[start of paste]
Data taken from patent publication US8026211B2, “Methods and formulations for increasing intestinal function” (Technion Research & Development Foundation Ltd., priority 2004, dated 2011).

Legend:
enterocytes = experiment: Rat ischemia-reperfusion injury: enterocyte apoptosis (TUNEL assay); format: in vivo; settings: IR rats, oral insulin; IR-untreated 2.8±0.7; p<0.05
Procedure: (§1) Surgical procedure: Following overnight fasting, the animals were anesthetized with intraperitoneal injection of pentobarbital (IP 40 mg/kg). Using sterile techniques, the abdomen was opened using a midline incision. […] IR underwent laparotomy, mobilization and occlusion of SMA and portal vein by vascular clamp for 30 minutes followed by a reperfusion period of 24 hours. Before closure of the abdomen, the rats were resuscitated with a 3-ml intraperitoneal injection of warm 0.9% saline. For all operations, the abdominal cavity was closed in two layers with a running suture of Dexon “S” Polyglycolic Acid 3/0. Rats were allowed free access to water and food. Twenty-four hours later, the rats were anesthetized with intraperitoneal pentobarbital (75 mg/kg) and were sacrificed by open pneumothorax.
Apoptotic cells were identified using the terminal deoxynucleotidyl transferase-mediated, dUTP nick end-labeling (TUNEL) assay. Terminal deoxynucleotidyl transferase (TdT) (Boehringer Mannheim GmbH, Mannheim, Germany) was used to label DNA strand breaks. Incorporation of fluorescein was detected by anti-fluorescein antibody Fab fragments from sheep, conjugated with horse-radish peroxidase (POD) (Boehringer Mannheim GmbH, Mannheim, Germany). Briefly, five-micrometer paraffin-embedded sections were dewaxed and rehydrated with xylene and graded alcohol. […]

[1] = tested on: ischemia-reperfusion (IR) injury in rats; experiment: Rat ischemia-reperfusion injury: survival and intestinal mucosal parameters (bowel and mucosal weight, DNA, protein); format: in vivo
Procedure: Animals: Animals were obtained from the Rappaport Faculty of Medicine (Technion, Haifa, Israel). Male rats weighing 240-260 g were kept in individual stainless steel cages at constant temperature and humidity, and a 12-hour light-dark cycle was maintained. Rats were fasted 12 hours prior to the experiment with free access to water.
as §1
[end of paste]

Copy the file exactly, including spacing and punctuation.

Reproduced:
Data taken from patent publication US8026211B2, “Methods and formulations for increasing intestinal function” (Technion Research & Development Foundation Ltd., priority 2004, dated 2011).

Legend:
enterocytes = experiment: Rat ischemia-reperfusion injury: enterocyte apoptosis (TUNEL assay); format: in vivo; settings: IR rats, oral insulin; IR-untreated 2.8±0.7; p<0.05
Procedure: (§1) Surgical procedure: Following overnight fasting, the animals were anesthetized with intraperitoneal injection of pentobarbital (IP 40 mg/kg). Using sterile techniques, the abdomen was opened using a midline incision. […] IR underwent laparotomy, mobilization and occlusion of SMA and portal vein by vascular clamp for 30 minutes followed by a reperfusion period of 24 hours. Before closure of the abdomen, the rats were resuscitated with a 3-ml intraperitoneal injection of warm 0.9% saline. For all operations, the abdominal cavity was closed in two layers with a running suture of Dexon “S” Polyglycolic Acid 3/0. Rats were allowed free access to water and food. Twenty-four hours later, the rats were anesthetized with intraperitoneal pentobarbital (75 mg/kg) and were sacrificed by open pneumothorax.
Apoptotic cells were identified using the terminal deoxynucleotidyl transferase-mediated, dUTP nick end-labeling (TUNEL) assay. Terminal deoxynucleotidyl transferase (TdT) (Boehringer Mannheim GmbH, Mannheim, Germany) was used to label DNA strand breaks. Incorporation of fluorescein was detected by anti-fluorescein antibody Fab fragments from sheep, conjugated with horse-radish peroxidase (POD) (Boehringer Mannheim GmbH, Mannheim, Germany). Briefly, five-micrometer paraffin-embedded sections were dewaxed and rehydrated with xylene and graded alcohol. […]

[1] = tested on: ischemia-reperfusion (IR) injury in rats; experiment: Rat ischemia-reperfusion injury: survival and intestinal mucosal parameters (bowel and mucosal weight, DNA, protein); format: in vivo
Procedure: Animals: Animals were obtained from the Rappaport Faculty of Medicine (Technion, Haifa, Israel). Male rats weighing 240-260 g were kept in individual stainless steel cages at constant temperature and humidity, and a 12-hour light-dark cycle was maintained. Rats were fasted 12 hours prior to the experiment with free access to water.
as §1